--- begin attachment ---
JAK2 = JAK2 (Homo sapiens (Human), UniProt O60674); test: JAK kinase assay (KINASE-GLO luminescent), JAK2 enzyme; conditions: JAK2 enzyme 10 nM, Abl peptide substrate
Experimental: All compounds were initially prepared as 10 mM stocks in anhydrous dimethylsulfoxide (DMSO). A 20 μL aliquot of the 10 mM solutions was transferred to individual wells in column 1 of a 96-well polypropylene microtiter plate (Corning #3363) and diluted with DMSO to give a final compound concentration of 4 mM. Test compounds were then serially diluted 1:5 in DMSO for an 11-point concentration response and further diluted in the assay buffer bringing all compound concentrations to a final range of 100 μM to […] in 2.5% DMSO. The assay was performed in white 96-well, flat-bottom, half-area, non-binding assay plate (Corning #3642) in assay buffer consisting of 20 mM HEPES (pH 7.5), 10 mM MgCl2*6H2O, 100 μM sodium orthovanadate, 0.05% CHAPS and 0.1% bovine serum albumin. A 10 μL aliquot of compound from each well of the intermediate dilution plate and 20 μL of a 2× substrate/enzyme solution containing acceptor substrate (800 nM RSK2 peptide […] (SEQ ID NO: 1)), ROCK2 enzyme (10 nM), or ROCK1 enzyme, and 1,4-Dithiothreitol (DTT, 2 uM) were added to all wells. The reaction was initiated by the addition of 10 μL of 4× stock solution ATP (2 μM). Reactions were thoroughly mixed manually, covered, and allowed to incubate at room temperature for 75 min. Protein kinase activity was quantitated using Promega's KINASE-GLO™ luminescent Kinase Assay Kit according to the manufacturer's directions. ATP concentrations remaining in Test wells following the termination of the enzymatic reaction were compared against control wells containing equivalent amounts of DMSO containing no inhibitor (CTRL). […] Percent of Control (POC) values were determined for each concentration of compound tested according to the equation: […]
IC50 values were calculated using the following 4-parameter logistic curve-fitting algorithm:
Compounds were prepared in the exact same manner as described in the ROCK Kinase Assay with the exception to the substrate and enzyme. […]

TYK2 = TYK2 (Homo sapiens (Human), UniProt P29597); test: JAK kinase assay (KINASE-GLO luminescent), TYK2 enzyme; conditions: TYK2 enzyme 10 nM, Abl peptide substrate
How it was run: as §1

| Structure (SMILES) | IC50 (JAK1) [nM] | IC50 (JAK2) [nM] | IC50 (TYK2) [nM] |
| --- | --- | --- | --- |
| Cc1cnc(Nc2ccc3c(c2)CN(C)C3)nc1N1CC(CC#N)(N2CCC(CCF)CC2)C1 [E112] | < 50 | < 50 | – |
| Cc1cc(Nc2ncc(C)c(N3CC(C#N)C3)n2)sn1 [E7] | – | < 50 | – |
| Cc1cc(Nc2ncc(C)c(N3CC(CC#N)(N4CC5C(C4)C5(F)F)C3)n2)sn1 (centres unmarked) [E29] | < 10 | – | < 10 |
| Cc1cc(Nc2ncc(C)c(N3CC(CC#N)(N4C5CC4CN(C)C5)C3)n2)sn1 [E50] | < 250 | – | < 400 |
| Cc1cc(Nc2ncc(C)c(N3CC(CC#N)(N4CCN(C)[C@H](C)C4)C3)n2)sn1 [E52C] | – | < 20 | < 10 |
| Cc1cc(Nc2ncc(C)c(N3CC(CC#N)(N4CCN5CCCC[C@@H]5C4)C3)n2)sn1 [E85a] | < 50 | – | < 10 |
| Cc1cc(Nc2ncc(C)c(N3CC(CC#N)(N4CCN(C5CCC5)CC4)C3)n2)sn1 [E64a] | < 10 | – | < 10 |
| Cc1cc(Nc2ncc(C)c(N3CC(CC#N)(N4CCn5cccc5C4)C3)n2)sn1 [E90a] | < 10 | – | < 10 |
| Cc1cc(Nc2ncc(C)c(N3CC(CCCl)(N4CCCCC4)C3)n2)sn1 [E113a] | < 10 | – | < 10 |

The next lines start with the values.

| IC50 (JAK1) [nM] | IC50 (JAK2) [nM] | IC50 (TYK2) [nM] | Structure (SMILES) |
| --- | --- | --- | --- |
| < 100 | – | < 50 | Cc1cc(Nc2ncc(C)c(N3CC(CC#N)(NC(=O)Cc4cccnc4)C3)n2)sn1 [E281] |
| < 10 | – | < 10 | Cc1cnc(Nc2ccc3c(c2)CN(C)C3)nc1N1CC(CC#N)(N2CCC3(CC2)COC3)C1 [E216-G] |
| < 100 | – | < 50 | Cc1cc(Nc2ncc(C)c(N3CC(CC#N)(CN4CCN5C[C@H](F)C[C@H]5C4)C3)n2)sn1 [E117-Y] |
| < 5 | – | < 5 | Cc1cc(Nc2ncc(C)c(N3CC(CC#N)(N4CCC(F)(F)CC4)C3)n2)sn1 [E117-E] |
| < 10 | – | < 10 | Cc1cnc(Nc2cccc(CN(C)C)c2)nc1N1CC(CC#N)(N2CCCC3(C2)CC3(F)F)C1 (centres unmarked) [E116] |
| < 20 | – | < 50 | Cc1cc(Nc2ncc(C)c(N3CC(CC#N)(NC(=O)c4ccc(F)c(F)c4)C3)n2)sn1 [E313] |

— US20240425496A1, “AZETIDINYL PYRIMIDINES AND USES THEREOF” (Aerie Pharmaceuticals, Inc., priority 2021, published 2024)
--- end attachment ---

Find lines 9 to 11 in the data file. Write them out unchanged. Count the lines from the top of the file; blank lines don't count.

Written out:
| Cc1cnc(Nc2ccc3c(c2)CN(C)C3)nc1N1CC(CC#N)(N2CCC(CCF)CC2)C1 [E112] | < 50 | < 50 | – |
| Cc1cc(Nc2ncc(C)c(N3CC(C#N)C3)n2)sn1 [E7] | – | < 50 | – |
| Cc1cc(Nc2ncc(C)c(N3CC(CC#N)(N4CC5C(C4)C5(F)F)C3)n2)sn1 (centres unmarked) [E29] | < 10 | – | < 10 |